News & Politics

Report: Cell Phone Carriers Freely Share Your Location for a Fee

A recent investigation proved just about anyone can get access to our cell phone location for a small fee and even track us on an ongoing basis. The reporter, Joseph Cox, discovered that T-Mobile, Sprint, and AT&T are selling access to their customers’ location data to just about anyone. The buyer can then turn around and track anyone with a phone.

Cox explained how he gave a bounty hunter a test phone number on the T-Mobile network. The bounty hunter used what he calls “a shady service” and bragged about how he could find the location of most any phone in this country. In this test, the bounty hunter was able to contact an associate who was able to locate the phone’s location within a few hundred meters on a Google map.

While tracking is commonly done using apps on a phone, this was done with none of that, just using information originating from these cellular networks that they freely provide for a small fee.

One of the companies they sell to is MicroBilt, which offers debt collection services and writes on its site, “MicroBilt’s suite of recovery and skip tracing tools provide quick, convenient, and current data that help you prioritize and successfully track people down and collect.”

Motherboard’s investigation highlighted the fact that our mobile networks are open for others to access with the cooperation of these three cellular companies and there’s no regulation or oversight from them about who gets access, including bounty hunters, private detectives, ex-spouses, stalkers, and criminals. Motherboard was told by a tipster that he was able to use this service to track his girlfriend.

This is not the first time the problem has been reported. According to Motherboard:

Last year, one location aggregator, LocationSmart, faced harsh criticism for selling data that ultimately ended up in the hands of Securus, a company that provided phone tracking to low-level enforcement without requiring a warrant. LocationSmart also exposed the very data it was selling through a buggy website panel, meaning anyone could geolocate nearly any phone in the United States at a click of a mouse.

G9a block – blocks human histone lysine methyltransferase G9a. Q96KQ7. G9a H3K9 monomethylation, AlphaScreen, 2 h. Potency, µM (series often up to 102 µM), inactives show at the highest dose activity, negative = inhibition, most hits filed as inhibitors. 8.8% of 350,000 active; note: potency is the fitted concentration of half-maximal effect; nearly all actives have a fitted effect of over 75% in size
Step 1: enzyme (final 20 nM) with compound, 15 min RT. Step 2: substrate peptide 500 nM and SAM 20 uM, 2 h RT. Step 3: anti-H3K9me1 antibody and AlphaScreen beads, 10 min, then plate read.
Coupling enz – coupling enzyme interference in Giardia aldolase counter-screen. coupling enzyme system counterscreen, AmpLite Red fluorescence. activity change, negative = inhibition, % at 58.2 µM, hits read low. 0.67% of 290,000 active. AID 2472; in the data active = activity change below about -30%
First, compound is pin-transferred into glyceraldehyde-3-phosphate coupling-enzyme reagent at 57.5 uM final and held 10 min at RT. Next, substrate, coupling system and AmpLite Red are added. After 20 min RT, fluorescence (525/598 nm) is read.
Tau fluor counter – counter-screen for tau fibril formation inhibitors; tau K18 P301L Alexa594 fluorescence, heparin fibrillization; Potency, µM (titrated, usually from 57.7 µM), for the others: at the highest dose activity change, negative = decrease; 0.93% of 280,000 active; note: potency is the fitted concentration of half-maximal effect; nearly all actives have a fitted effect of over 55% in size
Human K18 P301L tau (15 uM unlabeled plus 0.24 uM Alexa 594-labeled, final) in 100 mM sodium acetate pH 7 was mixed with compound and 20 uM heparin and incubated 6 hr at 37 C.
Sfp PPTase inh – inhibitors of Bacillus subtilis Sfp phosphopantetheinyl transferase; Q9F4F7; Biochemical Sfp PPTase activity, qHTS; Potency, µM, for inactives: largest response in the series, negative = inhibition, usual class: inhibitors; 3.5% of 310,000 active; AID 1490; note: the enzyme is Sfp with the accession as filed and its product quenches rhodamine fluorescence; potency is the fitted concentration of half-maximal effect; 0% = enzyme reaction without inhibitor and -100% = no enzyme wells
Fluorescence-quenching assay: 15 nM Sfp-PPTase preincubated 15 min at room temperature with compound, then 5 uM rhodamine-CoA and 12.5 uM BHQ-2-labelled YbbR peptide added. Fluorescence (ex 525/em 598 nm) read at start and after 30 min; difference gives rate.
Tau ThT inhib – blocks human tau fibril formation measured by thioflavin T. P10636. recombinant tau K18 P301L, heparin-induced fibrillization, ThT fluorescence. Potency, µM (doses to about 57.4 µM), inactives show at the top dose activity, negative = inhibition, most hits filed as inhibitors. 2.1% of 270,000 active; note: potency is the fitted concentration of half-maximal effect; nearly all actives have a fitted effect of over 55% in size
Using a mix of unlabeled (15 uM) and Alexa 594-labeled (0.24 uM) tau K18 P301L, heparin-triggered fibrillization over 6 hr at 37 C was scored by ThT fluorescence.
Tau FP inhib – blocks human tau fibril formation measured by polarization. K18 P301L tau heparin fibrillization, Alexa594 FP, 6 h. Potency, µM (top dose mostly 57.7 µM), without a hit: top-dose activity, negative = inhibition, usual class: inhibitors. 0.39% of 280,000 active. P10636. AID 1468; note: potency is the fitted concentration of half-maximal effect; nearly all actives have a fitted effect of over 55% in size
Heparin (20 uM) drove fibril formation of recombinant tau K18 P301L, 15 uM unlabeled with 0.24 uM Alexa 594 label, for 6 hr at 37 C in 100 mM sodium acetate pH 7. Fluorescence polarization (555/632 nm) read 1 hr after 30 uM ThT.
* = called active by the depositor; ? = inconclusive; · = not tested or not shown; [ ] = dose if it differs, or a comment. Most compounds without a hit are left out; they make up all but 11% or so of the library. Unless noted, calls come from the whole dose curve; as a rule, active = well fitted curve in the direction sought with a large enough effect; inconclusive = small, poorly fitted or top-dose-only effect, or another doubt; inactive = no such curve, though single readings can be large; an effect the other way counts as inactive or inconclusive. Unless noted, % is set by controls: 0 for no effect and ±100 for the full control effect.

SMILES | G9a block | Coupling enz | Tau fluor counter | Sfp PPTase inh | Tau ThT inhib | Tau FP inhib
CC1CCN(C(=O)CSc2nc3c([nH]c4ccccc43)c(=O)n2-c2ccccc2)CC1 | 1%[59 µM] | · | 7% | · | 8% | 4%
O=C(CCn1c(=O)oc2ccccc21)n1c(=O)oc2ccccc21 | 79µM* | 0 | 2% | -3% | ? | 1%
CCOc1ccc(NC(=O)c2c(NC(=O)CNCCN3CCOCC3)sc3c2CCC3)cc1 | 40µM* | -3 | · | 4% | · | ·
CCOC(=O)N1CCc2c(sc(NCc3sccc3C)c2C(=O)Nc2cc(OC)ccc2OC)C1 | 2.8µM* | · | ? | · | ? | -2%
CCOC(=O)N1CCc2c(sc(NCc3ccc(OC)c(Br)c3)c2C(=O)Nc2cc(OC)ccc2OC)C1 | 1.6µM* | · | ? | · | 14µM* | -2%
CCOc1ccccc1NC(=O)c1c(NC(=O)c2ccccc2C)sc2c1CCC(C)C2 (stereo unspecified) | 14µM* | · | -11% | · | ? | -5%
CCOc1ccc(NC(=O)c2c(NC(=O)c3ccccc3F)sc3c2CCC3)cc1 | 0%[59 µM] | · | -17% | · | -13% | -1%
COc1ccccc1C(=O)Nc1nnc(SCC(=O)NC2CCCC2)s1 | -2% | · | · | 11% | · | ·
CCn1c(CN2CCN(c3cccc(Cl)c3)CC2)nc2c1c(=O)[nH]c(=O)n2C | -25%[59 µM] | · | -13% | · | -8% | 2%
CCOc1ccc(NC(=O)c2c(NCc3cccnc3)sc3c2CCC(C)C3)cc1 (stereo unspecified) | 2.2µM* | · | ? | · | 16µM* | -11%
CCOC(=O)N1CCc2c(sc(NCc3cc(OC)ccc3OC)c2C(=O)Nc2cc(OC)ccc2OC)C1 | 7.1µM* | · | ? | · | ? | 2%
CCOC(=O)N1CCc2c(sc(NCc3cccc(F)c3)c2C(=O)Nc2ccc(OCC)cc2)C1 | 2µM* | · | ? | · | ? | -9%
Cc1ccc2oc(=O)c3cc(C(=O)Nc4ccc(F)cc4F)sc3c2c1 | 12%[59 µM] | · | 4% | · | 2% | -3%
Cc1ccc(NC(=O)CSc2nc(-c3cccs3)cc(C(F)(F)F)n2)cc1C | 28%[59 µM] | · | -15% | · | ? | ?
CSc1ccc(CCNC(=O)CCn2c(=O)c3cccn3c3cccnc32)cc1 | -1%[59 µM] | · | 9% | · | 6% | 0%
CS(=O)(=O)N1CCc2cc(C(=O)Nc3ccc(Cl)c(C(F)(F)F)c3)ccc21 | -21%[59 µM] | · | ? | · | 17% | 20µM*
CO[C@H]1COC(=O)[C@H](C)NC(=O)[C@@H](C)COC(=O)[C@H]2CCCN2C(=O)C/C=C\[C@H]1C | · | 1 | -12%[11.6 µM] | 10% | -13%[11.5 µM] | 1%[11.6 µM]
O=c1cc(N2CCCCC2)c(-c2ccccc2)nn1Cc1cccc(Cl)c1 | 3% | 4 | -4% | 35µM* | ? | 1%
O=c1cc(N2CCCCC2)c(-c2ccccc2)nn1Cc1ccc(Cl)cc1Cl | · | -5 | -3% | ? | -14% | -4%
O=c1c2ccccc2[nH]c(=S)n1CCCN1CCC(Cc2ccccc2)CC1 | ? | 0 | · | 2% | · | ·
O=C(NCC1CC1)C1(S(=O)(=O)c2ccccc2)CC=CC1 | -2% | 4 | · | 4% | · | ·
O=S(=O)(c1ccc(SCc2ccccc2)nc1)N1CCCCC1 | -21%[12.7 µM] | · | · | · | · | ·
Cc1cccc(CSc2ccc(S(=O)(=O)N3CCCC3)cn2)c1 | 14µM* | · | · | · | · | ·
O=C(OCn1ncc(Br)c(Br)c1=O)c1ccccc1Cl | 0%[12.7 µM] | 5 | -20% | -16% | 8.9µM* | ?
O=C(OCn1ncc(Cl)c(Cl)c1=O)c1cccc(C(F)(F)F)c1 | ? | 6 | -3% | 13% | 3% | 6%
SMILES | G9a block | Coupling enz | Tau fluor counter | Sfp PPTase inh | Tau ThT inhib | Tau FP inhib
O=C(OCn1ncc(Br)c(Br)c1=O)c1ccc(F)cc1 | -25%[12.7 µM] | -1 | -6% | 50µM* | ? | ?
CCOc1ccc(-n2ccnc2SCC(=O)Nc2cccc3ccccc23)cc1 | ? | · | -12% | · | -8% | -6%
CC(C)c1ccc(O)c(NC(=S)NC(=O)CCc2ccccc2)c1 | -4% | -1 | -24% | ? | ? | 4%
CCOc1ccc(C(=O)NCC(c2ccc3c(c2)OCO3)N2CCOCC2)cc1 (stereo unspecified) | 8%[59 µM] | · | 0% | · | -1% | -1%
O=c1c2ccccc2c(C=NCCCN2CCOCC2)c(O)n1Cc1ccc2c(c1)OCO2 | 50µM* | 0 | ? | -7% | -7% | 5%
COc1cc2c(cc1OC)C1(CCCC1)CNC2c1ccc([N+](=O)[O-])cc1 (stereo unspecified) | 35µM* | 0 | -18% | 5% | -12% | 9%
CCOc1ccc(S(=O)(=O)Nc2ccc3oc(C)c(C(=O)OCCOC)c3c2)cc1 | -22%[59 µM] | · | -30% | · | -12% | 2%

When asked for comment, AT&T told Motherboard that the use of its customers’ data by bounty hunters is contrary to the company’s policies. “The allegation here would violate our contract and Privacy Policy,” an AT&T spokesperson told Motherboard in an email.

The investigation found that numerous companies have access to the phone’s location data through successive sharing and selling. Essentially, it’s a free-for-all. They found that “T-Mobile shares its customers’ location data with an aggregator called Zumigo, which shares information with Microbilt. Microbilt then shared that data with a customer using its mobile phone tracking product. The bounty hunter then shared this information with a bail industry source, who shared it with Motherboard.”

Unauthorized tracking was a big issue last year when The New York Times and Senator Ron Wyden (D-Ore.) disclosed details of how Securus provided geolocation services, as noted above, without a warrant. At that time the cellular companies said they were taking extra measures to ensure their customers’ data would not be abused again. Verizon announced it would limit data access to companies not using it for legitimate purposes. T-Mobile, Sprint, and AT&T made similar promises.

T-Mobile’s CEO John Legere tweeted last June, “I’ve personally evaluated this issue & have pledged that @tmobile will not sell customer location data to shady middlemen.”  I guess that means he’ll just sell to non-shady middlemen.